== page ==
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A student from Delhi School of Social work, Vineet is a part of Project Sakhi Saheli, an initiative by the students of Delhi school of Social Work to create awareness on Menstrual Health and combat Period Poverty. Along with MHM Action Fellow Sabna, Vineet launched Menstratalk, a campaign that aims to put an end to period poverty and smash menstrual taboos in society.

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A psychologist and co-founder of a mental health NGO called Customize Cognition, Ritika forayed into the space of menstrual health and hygiene, sexual and reproductive healthcare and rights and gender equality as an MHM Fellow with YKA. She says, “The experience of working on MHM/SRHR and gender equality has been an enriching and eye-opening experience. I have learned what’s beneath the surface of the issue, be it awareness, lack of resources or disregard for trans men, who also menstruate.”

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A Computer Science engineer by education, Nitisha started her career in the corporate sector, before realising she wanted to work in the development and social justice space. Since then, she has worked with Teach For India and Care India and is from the founding batch of Indian School of Development Management (ISDM), a one of its kind organisation creating leaders for the development sector through its experiential learning post graduate program.

As a Youth Ki Awaaz Menstrual Health Fellow, Nitisha has started Let’s Talk Period, a campaign to mobilise young people to switch to sustainable period products. She says, “80 lakh women in Delhi use non-biodegradable sanitary products, generate 3000 tonnes of menstrual waste, that takes 500-800 years to decompose; which in turn contributes to the health issues of all menstruators, increased burden of waste management on the city and harmful living environment for all citizens.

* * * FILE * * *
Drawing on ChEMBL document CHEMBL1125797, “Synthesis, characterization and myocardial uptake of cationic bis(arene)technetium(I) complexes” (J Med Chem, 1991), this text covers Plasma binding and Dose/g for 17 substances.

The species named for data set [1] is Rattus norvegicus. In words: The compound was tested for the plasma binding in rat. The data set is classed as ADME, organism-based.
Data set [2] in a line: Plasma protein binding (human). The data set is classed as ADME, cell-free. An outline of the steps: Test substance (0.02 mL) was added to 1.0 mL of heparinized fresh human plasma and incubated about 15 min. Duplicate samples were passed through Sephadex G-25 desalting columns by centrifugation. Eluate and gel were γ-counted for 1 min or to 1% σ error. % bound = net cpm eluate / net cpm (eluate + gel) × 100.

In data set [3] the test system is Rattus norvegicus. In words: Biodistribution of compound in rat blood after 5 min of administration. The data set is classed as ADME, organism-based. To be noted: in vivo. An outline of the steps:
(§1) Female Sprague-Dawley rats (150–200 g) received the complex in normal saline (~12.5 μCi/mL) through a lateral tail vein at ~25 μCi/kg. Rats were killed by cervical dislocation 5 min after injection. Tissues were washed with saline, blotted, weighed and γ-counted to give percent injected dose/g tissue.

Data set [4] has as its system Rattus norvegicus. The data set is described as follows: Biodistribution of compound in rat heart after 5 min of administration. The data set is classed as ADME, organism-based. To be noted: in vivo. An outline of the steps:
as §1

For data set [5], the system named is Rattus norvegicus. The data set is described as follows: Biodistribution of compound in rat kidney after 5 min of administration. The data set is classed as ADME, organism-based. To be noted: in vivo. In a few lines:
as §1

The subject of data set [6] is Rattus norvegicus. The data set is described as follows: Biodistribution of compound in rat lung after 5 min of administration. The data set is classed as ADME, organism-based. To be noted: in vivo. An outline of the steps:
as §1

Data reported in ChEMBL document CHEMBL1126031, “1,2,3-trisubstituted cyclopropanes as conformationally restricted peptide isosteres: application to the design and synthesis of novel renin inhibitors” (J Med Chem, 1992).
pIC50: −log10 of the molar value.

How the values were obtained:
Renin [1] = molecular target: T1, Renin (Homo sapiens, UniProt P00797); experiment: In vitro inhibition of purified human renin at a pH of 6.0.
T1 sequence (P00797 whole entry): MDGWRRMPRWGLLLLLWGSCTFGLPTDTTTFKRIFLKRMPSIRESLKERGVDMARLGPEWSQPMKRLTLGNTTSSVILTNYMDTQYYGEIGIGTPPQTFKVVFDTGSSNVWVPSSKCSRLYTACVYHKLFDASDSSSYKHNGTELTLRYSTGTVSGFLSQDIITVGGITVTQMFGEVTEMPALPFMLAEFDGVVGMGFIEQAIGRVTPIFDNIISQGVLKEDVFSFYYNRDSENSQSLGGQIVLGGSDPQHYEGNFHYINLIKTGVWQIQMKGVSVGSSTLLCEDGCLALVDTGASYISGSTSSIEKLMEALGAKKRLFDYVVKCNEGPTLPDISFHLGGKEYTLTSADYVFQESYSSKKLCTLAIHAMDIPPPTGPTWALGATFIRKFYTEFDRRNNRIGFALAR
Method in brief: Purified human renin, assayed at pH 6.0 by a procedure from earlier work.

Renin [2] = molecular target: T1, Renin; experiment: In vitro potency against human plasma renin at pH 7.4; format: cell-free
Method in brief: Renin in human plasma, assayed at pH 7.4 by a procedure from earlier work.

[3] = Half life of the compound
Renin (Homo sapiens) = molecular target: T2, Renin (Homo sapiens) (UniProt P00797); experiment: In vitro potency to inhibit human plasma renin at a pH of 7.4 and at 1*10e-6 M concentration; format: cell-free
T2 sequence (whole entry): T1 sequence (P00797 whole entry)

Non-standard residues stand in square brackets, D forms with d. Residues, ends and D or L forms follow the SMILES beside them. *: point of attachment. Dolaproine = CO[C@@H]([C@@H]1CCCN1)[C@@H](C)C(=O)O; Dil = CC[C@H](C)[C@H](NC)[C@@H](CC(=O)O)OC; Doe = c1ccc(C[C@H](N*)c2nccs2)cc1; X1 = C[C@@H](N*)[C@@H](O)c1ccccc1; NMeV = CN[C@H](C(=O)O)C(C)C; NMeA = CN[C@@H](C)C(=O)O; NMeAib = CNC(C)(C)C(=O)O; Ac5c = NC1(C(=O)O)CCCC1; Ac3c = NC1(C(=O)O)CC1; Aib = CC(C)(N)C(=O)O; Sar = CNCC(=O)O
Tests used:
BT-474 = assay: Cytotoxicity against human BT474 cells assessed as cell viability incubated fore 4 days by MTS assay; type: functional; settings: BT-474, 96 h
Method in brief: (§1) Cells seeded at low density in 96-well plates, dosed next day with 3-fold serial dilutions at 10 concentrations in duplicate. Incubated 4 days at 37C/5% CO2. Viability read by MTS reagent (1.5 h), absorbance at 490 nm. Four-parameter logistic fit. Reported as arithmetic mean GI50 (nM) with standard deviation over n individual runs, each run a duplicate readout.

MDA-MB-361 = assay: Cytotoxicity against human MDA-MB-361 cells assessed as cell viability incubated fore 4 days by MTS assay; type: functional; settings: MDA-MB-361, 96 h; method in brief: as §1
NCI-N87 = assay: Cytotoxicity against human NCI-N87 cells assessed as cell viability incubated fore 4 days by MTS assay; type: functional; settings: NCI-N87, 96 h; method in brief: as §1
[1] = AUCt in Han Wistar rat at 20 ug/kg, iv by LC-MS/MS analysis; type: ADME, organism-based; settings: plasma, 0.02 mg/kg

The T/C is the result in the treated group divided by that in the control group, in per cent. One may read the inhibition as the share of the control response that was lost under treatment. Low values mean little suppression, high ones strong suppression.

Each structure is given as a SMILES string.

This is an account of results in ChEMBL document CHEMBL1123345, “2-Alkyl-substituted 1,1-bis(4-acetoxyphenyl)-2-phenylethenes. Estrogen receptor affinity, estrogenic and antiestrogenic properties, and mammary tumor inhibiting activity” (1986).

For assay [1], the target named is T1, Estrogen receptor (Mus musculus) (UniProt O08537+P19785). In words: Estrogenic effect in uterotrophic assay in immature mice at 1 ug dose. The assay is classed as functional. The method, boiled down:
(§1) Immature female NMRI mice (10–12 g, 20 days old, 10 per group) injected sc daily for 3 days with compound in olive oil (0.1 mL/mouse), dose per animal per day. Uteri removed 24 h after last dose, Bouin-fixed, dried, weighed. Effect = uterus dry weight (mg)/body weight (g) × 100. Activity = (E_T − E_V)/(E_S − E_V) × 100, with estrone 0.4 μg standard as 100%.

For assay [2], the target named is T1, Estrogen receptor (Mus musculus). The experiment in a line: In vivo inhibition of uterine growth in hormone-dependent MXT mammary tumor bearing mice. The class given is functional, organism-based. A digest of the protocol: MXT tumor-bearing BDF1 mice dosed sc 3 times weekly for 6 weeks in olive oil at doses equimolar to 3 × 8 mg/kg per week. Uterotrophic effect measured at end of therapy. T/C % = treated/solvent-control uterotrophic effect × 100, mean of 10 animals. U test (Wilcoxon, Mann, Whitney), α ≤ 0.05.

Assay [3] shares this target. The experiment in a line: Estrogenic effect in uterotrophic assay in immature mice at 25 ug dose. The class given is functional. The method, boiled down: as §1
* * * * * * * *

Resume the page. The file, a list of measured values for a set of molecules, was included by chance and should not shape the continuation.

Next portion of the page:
Let’s Talk Period aims to change this by

Find out more about her campaign here.

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A former Assistant Secretary with the Ministry of Women and Child Development in West Bengal for three months, Lakshmi Bhavya has been championing the cause of menstrual hygiene in her district. By associating herself with the Lalana Campaign, a holistic menstrual hygiene awareness campaign which is conducted by the Anahat NGO, Lakshmi has been slowly breaking taboos when it comes to periods and menstrual hygiene.

A Gender Rights Activist working with the tribal and marginalized communities in india, Srilekha is a PhD scholar working on understanding body and sexuality among tribal girls, to fill the gaps in research around indigenous women and their stories. Srilekha has worked extensively at the grassroots level with community based organisations, through several advocacy initiatives around Gender, Mental Health, Menstrual Hygiene and Sexual and Reproductive Health Rights (SRHR) for the indigenous in Jharkhand, over the last 6 years.

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A Guwahati-based college student pursuing her Masters in Tata Institute of Social Sciences, Bidisha started the #BleedwithDignity campaign on the technology platform, demanding that the Government of Assam install
biodegradable sanitary pad vending machines in all government schools across the state. Her petition on has already gathered support from over 90000 people and continues to grow.

Bidisha was selected in’s flagship program ‘She Creates Change’ having run successful online advocacy
campaigns, which were widely recognised. Through the #BleedwithDignity campaign; she organised and celebrated World Menstrual Hygiene Day, 2019 in Guwahati, Assam by hosting a wall mural by collaborating with local organisations. The initiative was widely covered by national and local media, and the mural was later inaugurated by the event’s chief guest Commissioner of Guwahati Municipal Corporation (GMC) Debeswar Malakar, IAS.